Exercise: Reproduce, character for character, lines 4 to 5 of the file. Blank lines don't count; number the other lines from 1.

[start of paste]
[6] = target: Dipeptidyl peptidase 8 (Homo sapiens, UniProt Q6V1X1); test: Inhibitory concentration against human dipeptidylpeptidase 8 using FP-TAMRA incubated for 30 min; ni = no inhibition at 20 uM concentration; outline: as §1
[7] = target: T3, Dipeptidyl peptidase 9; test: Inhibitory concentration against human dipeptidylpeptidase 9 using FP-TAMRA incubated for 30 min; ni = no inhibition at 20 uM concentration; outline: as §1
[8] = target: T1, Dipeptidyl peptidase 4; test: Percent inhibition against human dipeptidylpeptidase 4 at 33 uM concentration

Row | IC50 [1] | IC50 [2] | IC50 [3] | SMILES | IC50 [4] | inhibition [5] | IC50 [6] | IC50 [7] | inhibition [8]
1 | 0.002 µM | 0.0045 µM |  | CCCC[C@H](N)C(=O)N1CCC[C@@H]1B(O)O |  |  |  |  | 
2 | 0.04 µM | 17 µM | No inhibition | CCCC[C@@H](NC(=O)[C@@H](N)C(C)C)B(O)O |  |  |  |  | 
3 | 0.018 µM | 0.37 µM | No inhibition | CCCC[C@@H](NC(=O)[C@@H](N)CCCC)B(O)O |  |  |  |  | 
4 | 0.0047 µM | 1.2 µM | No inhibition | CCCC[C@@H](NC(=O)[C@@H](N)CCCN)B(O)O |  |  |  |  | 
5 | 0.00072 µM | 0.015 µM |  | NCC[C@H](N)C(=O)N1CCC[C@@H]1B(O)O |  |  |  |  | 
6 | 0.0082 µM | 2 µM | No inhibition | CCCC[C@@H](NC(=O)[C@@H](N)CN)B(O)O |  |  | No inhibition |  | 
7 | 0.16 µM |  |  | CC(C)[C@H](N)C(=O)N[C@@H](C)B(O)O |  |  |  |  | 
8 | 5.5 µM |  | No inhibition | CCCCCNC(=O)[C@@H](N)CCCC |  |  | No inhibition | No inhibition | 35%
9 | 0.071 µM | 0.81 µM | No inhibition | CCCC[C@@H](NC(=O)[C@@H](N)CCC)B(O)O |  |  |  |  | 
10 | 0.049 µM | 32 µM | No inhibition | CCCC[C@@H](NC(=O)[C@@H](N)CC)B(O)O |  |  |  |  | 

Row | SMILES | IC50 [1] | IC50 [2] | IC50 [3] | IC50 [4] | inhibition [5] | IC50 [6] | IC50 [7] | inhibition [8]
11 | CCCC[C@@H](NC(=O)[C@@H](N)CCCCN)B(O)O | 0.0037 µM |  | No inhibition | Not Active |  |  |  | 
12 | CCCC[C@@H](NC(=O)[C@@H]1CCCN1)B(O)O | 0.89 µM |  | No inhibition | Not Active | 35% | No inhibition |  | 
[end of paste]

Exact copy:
Row | IC50 [1] | IC50 [2] | IC50 [3] | SMILES | IC50 [4] | inhibition [5] | IC50 [6] | IC50 [7] | inhibition [8]
1 | 0.002 µM | 0.0045 µM |  | CCCC[C@H](N)C(=O)N1CCC[C@@H]1B(O)O |  |  |  |  | 